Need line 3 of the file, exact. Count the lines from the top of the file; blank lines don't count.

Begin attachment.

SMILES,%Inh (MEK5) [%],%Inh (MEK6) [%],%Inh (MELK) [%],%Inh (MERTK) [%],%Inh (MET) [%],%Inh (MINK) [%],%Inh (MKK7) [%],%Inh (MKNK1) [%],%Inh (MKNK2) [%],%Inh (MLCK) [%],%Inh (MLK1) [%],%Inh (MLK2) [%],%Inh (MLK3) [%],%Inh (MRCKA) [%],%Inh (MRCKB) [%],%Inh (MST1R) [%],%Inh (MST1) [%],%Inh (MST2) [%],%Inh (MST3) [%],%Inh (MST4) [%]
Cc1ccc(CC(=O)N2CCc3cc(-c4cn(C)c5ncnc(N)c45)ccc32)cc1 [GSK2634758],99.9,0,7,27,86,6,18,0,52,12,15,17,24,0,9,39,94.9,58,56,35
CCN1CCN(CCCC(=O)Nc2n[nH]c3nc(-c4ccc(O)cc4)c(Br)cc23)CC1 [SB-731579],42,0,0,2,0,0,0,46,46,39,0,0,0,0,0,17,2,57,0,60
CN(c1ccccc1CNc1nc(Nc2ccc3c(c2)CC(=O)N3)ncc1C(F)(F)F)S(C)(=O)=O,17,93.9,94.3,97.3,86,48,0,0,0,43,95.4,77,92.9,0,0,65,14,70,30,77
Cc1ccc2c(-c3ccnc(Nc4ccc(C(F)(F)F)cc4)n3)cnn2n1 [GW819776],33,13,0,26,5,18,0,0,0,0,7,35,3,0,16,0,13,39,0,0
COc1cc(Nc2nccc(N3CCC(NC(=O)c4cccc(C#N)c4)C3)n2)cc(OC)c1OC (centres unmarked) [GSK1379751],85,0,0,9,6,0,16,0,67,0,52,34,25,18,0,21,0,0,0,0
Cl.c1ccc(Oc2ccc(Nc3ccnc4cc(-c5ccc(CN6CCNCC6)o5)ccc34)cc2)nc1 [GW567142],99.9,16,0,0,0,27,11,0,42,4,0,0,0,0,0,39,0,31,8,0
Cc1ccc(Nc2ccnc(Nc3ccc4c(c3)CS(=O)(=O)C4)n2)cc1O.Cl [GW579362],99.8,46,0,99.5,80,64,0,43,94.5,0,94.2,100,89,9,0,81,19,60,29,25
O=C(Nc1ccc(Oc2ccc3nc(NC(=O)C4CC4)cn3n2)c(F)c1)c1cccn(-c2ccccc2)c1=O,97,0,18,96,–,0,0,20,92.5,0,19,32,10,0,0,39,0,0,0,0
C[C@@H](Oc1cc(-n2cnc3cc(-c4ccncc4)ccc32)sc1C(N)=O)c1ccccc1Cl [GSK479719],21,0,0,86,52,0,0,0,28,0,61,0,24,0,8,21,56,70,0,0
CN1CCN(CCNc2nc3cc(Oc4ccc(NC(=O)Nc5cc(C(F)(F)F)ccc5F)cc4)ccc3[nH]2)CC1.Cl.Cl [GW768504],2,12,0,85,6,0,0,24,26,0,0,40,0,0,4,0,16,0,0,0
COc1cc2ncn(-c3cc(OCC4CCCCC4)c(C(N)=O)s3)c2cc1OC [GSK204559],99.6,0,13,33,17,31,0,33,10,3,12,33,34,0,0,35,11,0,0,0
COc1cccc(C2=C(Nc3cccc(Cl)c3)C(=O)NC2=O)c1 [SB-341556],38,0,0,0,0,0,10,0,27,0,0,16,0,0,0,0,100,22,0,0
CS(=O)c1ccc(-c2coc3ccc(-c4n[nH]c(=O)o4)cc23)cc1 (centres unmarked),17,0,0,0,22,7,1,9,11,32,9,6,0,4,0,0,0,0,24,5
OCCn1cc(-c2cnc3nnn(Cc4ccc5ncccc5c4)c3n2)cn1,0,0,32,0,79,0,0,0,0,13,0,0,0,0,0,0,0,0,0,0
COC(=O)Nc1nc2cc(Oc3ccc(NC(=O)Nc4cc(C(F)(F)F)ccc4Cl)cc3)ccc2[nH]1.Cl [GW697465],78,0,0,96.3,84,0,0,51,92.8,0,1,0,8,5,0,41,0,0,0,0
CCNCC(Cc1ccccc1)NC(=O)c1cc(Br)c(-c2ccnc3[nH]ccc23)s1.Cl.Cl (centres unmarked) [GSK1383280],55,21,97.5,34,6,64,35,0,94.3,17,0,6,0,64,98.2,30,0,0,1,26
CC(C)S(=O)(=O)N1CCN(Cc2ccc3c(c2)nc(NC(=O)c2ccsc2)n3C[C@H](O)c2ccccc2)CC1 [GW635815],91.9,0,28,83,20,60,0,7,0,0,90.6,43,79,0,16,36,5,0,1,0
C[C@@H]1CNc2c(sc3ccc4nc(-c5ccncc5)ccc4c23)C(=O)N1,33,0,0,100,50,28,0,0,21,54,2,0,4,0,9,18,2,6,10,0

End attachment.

CCN1CCN(CCCC(=O)Nc2n[nH]c3nc(-c4ccc(O)cc4)c(Br)cc23)CC1 [SB-731579],42,0,0,2,0,0,0,46,46,39,0,0,0,0,0,17,2,57,0,60